It's a seduction that may have landed thousands of congregants in financial turmoil. Churchgoers who truly believed that God would bless them with a house – poor credit or not – may have seen the fact that they got a house as proof of Prosperity's truth that they are "worthy of having more and doing more and being more." J. Lee Grady, editor of the magazine Charisma ..."

Also, check out:

The Pursuit of the Millennium

particularly this chapter, The impact of rapid social change,M1


See the likes of:

Last Name: Namaazi
First Name: Hossein
Date of Birth: 1323/ 1994
Place of Birth: Shiraz/ Iran
- M.A. in Economics from Innsbruck University, Austria, 1350

- PhD. dissertation: "Tax System in Islam Comparing Neumark Tax Theory", Supervisor: Professor C.A. Andreae

Specialized Fields:

- Tax System

- Comparative Economic Systems

- Islamic Economy

Areas of Interest:
- The Role of Ethics in Economics
- Change of Structure and Efficiency of Economic systems
- Issues in Islamic Economy

- The Problems of Globalization, Islamic Development Bank: Summary Record of Proceedings of the 22nd Annual Meeting of the Board of Governors of the Islamic Development Bank; Syrian Arab Republic; 25-26 November, 1997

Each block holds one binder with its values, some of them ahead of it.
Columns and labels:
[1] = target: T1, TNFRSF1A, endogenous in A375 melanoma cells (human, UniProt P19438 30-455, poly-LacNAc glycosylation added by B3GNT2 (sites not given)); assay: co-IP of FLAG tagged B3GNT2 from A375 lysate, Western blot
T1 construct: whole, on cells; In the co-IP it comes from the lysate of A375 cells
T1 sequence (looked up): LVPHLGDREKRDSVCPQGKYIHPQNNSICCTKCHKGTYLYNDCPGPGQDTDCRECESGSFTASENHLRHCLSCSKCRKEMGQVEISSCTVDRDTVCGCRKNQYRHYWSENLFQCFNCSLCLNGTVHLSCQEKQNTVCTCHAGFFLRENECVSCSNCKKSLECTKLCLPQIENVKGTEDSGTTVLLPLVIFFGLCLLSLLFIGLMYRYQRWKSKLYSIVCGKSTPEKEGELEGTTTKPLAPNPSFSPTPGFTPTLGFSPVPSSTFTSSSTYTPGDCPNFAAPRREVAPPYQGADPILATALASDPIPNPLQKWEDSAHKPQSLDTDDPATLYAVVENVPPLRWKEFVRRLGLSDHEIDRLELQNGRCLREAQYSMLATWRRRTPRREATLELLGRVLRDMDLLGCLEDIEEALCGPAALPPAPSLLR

- Policies to Fight with World Economic Recession, International Monetary Fund; Summary Proceedings of the Fifty Third Annual Meeting of the Board of Governors; Washington DC, October 6-8, 1998,

- "The Need to Adapt the Economic Policies in relation to the Conditions of the Other Countries Islamic Development Bank; Summary Record of the Proceedings of the 23rd Annual Meeting of the Board of Governours; Contonu, republic of Benin, 17-18 November, 1998



Check this out: